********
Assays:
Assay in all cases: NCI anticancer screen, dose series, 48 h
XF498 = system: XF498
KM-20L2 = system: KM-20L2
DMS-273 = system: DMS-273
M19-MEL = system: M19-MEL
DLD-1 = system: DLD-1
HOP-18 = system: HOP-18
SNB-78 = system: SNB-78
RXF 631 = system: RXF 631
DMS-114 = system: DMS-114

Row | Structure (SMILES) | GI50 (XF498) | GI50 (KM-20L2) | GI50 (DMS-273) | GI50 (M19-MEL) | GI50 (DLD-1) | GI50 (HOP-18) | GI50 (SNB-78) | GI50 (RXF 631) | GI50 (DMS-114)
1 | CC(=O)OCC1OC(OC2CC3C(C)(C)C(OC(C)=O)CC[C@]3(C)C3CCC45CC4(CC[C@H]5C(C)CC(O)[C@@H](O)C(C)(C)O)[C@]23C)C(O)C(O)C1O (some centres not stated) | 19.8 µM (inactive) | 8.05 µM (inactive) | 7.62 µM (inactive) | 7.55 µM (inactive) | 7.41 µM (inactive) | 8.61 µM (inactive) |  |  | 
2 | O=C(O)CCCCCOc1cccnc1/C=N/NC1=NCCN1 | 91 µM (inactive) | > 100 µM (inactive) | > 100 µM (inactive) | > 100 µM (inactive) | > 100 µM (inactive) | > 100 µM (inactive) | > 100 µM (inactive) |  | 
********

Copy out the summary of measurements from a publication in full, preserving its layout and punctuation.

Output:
Assays:
Assay in all cases: NCI anticancer screen, dose series, 48 h
XF498 = system: XF498
KM-20L2 = system: KM-20L2
DMS-273 = system: DMS-273
M19-MEL = system: M19-MEL
DLD-1 = system: DLD-1
HOP-18 = system: HOP-18
SNB-78 = system: SNB-78
RXF 631 = system: RXF 631
DMS-114 = system: DMS-114

Row | Structure (SMILES) | GI50 (XF498) | GI50 (KM-20L2) | GI50 (DMS-273) | GI50 (M19-MEL) | GI50 (DLD-1) | GI50 (HOP-18) | GI50 (SNB-78) | GI50 (RXF 631) | GI50 (DMS-114)
1 | CC(=O)OCC1OC(OC2CC3C(C)(C)C(OC(C)=O)CC[C@]3(C)C3CCC45CC4(CC[C@H]5C(C)CC(O)[C@@H](O)C(C)(C)O)[C@]23C)C(O)C(O)C1O (some centres not stated) | 19.8 µM (inactive) | 8.05 µM (inactive) | 7.62 µM (inactive) | 7.55 µM (inactive) | 7.41 µM (inactive) | 8.61 µM (inactive) |  |  | 
2 | O=C(O)CCCCCOc1cccnc1/C=N/NC1=NCCN1 | 91 µM (inactive) | > 100 µM (inactive) | > 100 µM (inactive) | > 100 µM (inactive) | > 100 µM (inactive) | > 100 µM (inactive) | > 100 µM (inactive) |  | 